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Apple stops tocking: It wants to escape an unsustainable pace

Glenn Fleishman | May 4, 2016
In "tick" cycles, Apple releases a new look for a product; in alternating "tocks," dramatic improvements in internals. It's time for it to stop watching the clock.

Jason Snell wrote of the second model of the MacBook Air, back in late 2008: “On the outside, the new MacBook Air 1.86GHz is identical to the first generation of Apple’s lightweight laptops. But inside it’s quite different…”

The MacBook Air and MacBook Pro arguably date back in the current design to 2008—or maybe 2012 for the MacBook Pro, if you count the Retina upgrade. It was a strange thing to hope for the big tick of a new case for the MacBook, when Apple has such a slow cycle for its other models.

While the MacBook’s specs will probably take a bigger bump in future improvements, as it has room to grow, Apple has already set the pattern here.

Apple Watch: The hands sweep slowly

Apple rarely gives an advance look at hardware, but that’s what it did with the Watch in an extensive preview in September 2014. It shipped in limited quantities starting in April 2015. But that preview, coupled with the not-far-out-of-beta feel of watchOS 1 lead to speculation that Apple would hop on a yearly upgrade cycle.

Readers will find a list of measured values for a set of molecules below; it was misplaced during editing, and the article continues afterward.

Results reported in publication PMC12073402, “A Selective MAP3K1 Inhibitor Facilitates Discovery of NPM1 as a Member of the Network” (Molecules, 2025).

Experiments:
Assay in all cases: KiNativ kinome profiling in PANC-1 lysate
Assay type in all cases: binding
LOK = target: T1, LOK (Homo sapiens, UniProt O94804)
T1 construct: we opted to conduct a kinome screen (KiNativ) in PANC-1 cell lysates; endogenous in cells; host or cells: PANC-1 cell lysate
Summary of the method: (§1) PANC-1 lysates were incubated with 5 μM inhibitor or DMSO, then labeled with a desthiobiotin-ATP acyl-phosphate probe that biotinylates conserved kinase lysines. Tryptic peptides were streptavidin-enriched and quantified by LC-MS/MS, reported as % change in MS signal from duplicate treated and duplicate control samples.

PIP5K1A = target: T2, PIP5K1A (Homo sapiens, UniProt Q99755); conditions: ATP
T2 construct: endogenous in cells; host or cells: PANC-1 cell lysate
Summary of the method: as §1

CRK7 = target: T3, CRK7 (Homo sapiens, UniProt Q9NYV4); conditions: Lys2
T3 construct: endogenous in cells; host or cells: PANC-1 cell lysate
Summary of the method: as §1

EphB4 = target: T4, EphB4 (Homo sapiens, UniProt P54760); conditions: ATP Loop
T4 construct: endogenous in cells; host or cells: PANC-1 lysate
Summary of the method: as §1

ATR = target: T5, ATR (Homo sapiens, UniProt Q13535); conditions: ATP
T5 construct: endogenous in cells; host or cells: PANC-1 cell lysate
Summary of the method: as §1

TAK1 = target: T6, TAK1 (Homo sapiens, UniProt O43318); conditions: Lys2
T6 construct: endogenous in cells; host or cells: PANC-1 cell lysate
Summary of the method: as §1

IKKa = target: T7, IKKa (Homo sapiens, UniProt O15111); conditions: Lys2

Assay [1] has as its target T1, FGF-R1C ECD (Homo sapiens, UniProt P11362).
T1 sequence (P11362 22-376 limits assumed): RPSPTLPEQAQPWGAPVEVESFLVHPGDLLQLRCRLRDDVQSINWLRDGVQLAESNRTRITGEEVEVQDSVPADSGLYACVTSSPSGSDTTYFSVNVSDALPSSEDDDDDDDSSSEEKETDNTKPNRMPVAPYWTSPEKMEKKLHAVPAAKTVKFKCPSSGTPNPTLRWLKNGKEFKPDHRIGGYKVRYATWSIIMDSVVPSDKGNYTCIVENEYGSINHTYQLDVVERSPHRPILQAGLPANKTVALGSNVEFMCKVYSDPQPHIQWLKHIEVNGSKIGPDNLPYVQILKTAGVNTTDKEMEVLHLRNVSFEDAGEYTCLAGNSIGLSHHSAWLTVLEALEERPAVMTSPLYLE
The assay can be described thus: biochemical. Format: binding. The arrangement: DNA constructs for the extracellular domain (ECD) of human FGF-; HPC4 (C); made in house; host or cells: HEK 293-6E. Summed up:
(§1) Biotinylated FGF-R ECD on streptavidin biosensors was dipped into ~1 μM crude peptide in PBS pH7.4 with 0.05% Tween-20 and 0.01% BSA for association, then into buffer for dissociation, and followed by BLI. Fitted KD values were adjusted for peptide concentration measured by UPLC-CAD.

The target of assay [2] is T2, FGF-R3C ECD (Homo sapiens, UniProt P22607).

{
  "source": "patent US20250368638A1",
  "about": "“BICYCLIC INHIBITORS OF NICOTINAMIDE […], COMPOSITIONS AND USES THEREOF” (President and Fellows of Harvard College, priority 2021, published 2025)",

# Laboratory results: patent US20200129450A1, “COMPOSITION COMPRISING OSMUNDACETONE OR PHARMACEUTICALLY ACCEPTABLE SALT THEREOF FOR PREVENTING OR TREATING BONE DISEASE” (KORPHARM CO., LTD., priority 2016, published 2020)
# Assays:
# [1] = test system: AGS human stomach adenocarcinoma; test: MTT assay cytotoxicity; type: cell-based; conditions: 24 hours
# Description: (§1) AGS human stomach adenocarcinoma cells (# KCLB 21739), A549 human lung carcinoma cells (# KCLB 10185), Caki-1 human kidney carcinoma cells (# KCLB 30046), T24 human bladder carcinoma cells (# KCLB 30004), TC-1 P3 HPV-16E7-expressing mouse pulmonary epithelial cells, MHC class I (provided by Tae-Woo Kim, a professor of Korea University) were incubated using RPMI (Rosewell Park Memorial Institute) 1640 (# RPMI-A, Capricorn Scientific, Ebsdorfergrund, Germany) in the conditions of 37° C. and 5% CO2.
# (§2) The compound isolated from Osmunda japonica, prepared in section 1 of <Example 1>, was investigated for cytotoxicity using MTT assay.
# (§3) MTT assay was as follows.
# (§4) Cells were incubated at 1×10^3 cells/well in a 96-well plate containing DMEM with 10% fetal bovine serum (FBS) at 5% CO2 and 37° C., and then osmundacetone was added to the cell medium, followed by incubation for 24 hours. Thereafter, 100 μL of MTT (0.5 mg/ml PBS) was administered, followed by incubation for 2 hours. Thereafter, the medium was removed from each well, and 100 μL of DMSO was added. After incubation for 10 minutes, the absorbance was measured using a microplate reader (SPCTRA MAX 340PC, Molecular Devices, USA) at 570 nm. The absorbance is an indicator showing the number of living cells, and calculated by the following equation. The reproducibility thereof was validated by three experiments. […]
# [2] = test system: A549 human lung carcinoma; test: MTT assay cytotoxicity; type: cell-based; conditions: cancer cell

astronomy apple watch pair

A year out, Apple’s tick-tock device remains resolutely silent. The release of watchOS 2 was a form of a tock, as it came about six months into the release cycle, but about a year from Apple’s unveiling. (Apple will stop allowing new non-native Watch apps, ones that rely on an iPhone and essentially push images to the Watch, to be added to the App Store on June 1.)

Plausible rumors put a hardware refresh out about six months. That new version would have the tock of a cellular radio, removing the necessity of keeping it near an iPhone for many features to work. But it sounds strongly as if there will be no tick: The form factor will remain the same.

Iteration as a revolution

Apple set an expectation several years ago for fast iteration of mobile hardware and both mobile and desktop operating systems. It stumbled in meeting its mark, and, to the relief of many of us users, slowed down the pace of change in iOS and OS X in the last cycle, firming up improvements and making minor, useful additions, instead of substantial interface, interaction, and under-the-hood modifications.

The same appears to be settling into all its product lines. That’s good for consumers with mature products that incorporate the right state of the art at the right price. The Watch and desktop Macs are the only pieces in Apple’s line-up that feel lagging on hardware relative to software demands; Macs will catch up soon, and the Watch will follow.


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